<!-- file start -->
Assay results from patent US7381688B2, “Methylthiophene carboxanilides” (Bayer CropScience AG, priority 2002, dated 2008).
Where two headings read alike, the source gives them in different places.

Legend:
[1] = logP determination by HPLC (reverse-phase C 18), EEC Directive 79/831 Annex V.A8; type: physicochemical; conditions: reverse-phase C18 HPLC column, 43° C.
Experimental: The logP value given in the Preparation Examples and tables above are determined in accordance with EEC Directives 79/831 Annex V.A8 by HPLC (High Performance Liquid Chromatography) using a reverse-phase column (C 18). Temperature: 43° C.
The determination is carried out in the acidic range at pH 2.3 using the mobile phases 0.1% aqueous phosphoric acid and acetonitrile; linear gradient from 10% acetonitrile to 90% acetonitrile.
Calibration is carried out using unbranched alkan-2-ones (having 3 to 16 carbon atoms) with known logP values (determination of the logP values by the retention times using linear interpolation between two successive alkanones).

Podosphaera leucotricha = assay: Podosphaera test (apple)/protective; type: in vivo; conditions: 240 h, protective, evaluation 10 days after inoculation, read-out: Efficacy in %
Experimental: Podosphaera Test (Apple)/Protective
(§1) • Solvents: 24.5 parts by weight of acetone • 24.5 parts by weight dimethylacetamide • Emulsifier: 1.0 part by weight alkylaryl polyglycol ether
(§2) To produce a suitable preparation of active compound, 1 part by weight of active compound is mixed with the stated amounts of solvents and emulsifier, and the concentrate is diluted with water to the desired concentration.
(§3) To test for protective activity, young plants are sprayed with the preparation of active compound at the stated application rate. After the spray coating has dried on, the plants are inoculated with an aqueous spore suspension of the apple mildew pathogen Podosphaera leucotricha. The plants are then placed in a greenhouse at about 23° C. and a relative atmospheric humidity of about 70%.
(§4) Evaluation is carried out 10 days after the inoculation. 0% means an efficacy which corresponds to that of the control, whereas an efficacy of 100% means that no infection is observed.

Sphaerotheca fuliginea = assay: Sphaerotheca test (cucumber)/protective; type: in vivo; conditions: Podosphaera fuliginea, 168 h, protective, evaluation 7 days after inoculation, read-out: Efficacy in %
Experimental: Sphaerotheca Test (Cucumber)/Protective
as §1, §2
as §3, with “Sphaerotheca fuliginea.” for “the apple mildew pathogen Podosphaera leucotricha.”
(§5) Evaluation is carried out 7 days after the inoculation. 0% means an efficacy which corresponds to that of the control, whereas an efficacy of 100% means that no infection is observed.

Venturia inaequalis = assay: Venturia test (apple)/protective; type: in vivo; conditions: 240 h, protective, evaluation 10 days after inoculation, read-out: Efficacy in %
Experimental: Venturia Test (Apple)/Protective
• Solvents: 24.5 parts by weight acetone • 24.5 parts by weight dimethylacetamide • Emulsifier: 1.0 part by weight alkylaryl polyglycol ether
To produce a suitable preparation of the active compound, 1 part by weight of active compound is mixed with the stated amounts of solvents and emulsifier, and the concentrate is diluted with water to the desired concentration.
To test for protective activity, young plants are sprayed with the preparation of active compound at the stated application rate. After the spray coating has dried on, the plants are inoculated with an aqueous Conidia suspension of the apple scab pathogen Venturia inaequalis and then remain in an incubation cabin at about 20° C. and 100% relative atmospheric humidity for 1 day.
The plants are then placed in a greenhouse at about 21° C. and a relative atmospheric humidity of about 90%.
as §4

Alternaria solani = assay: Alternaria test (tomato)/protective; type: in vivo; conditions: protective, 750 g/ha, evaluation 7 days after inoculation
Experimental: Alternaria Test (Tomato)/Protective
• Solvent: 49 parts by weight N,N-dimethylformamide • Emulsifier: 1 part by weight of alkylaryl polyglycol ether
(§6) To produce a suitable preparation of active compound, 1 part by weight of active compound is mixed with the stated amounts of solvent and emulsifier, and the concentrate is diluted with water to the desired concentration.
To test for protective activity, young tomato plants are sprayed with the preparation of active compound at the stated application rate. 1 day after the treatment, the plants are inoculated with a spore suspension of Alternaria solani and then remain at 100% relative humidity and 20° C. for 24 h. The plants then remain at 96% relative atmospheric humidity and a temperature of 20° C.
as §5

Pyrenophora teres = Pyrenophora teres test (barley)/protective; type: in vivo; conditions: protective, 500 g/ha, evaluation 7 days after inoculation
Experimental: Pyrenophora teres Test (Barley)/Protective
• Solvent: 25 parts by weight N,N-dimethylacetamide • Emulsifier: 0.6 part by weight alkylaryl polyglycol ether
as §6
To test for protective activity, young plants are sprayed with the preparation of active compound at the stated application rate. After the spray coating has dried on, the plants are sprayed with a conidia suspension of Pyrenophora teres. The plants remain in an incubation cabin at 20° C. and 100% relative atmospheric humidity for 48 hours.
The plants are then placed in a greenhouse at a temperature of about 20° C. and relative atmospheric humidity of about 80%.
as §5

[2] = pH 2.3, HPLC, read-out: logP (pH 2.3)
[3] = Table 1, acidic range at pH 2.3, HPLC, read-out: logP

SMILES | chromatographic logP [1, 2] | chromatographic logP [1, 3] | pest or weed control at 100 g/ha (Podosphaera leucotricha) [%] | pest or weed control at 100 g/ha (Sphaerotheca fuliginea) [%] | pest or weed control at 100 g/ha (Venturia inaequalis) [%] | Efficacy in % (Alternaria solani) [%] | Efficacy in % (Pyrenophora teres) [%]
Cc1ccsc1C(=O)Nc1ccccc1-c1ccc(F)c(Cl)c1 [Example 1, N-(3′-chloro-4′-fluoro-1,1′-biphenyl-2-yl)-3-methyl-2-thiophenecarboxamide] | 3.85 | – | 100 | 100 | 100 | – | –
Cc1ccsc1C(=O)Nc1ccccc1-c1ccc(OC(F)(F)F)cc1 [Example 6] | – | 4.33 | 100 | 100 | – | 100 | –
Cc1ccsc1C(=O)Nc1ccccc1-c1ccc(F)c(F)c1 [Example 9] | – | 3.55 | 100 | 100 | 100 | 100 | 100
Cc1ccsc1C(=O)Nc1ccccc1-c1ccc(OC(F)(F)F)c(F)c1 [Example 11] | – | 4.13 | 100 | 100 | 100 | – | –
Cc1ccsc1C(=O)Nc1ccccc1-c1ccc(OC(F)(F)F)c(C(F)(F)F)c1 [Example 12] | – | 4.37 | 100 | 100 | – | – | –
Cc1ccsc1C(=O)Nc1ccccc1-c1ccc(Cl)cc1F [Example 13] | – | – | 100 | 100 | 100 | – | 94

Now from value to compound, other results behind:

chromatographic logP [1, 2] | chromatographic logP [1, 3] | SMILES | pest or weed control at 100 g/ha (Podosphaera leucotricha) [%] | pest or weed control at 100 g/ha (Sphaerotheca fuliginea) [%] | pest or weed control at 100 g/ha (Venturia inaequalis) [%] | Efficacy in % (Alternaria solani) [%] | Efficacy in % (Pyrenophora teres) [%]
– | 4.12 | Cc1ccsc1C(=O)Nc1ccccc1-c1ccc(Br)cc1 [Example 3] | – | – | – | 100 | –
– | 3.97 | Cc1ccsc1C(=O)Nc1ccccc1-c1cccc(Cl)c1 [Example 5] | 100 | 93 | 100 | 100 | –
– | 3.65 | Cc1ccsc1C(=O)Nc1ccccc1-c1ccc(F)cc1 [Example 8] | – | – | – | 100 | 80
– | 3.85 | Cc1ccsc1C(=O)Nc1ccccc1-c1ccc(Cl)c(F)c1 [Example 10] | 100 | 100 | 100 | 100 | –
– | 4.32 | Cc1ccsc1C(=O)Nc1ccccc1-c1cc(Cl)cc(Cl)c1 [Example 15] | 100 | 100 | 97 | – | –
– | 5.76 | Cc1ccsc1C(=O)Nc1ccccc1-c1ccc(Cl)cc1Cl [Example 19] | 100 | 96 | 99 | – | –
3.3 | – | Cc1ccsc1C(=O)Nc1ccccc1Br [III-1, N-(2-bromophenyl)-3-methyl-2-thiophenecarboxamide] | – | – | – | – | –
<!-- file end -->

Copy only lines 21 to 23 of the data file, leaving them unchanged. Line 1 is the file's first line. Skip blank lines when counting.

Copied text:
• Solvents: 24.5 parts by weight acetone • 24.5 parts by weight dimethylacetamide • Emulsifier: 1.0 part by weight alkylaryl polyglycol ether
To produce a suitable preparation of the active compound, 1 part by weight of active compound is mixed with the stated amounts of solvents and emulsifier, and the concentrate is diluted with water to the desired concentration.
To test for protective activity, young plants are sprayed with the preparation of active compound at the stated application rate. After the spray coating has dried on, the plants are inoculated with an aqueous Conidia suspension of the apple scab pathogen Venturia inaequalis and then remain in an incubation cabin at about 20° C. and 100% relative atmospheric humidity for 1 day.